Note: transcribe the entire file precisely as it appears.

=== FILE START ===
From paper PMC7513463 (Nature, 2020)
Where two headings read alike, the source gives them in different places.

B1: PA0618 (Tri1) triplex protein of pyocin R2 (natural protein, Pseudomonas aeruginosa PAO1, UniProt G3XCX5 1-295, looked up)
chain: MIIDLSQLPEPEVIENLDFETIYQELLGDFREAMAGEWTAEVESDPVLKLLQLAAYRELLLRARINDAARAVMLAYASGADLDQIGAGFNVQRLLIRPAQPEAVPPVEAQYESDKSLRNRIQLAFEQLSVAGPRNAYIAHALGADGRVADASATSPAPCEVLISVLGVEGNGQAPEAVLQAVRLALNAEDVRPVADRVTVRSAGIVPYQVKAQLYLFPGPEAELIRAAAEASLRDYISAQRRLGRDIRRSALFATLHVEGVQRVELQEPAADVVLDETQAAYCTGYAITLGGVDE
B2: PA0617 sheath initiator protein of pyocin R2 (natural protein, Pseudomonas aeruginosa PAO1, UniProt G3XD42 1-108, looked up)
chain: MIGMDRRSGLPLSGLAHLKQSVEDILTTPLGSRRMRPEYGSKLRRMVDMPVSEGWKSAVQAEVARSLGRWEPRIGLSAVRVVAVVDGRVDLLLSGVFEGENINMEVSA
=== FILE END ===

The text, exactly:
From paper PMC7513463 (Nature, 2020)
Where two headings read alike, the source gives them in different places.

B1: PA0618 (Tri1) triplex protein of pyocin R2 (natural protein, Pseudomonas aeruginosa PAO1, UniProt G3XCX5 1-295, looked up)
chain: MIIDLSQLPEPEVIENLDFETIYQELLGDFREAMAGEWTAEVESDPVLKLLQLAAYRELLLRARINDAARAVMLAYASGADLDQIGAGFNVQRLLIRPAQPEAVPPVEAQYESDKSLRNRIQLAFEQLSVAGPRNAYIAHALGADGRVADASATSPAPCEVLISVLGVEGNGQAPEAVLQAVRLALNAEDVRPVADRVTVRSAGIVPYQVKAQLYLFPGPEAELIRAAAEASLRDYISAQRRLGRDIRRSALFATLHVEGVQRVELQEPAADVVLDETQAAYCTGYAITLGGVDE
B2: PA0617 sheath initiator protein of pyocin R2 (natural protein, Pseudomonas aeruginosa PAO1, UniProt G3XD42 1-108, looked up)
chain: MIGMDRRSGLPLSGLAHLKQSVEDILTTPLGSRRMRPEYGSKLRRMVDMPVSEGWKSAVQAEVARSLGRWEPRIGLSAVRVVAVVDGRVDLLLSGVFEGENINMEVSA